My post today is a blend of recent reflections on humility and the media.
Growing up, it seems that the idea of “respecting everyone’s opinion” was drilled into my head. as I’ve gotten a bit older though, I’ve realized, as we all do I suspect, that I don’t have to respect everyone’s opinions. So many opinions around us are obviously uniformed, misinformed, or even hateful.
How many times do we hear (or participate with) otherwise solid, kind people speak a hateful opinion about something? How many times have we (especially in company that “thinks like us”) indulged in conversations where we tear something or someone apart?
The devil does walk among us, and he’s certainly doing serious work in and with many people and things. But he’s walking even closer than we think: He is in our prideful, polarizing and often, objectively uneducated opinions.
The kinds of strong opinions we like to form about things that we don’t really know all the facts about. Religion, legislation, politics, education, organizations, parenting…the list goes on. We form incredibly strong opinions about people and things without giving them even the slightest benefit of the doubt. Without getting the facts from an objective source–or seeking any facts at all. For religions, for example, those facts would be in the official books and documents that outline what that religion believes. The Koran. The Catechism of the Catholic Church.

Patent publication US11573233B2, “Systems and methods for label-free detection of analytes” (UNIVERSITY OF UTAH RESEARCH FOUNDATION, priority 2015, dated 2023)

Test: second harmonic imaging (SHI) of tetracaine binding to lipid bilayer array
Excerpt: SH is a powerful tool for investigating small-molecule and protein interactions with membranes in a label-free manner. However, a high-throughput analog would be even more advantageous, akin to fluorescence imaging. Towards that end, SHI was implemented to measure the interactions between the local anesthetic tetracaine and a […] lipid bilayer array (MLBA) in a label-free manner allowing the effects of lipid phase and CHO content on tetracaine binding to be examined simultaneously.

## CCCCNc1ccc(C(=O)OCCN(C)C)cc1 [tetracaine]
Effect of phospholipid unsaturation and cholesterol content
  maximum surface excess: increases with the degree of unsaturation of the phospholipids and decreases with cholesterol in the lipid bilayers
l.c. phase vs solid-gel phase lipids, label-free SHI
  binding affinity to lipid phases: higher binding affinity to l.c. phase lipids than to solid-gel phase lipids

We form opinions after seeing or hearing a rule, action, word or maybe an explanation from someone else. Those things are just the tip of the iceberg though, or may reflect a fundamental misunderstanding or misrepresentation. In reality, there is almost always an incredible amount of background that builds up to that one thing. If we knew about all of that background, many times our views might change.
I sincerely hope that others give me more benefit of the doubt regarding the way I speak, live, pray, parent–and heck, even drive–than I have given others in the past.
I’m so humbled by that.
And determined to resist getting sucked into polarizing speech and conversations, to in all situations, within reason, to give others the benefit of the doubt when I don’t know all the facts, and to keep my mind and heart open for loving–and learning.
Just digging myself another philosophical hole here. But I’m convinced, in any case, that I could personally use a healthy dose of humility and tongue biting. And dare I suggest that both of those medicinal virtues would probably do most of us some good?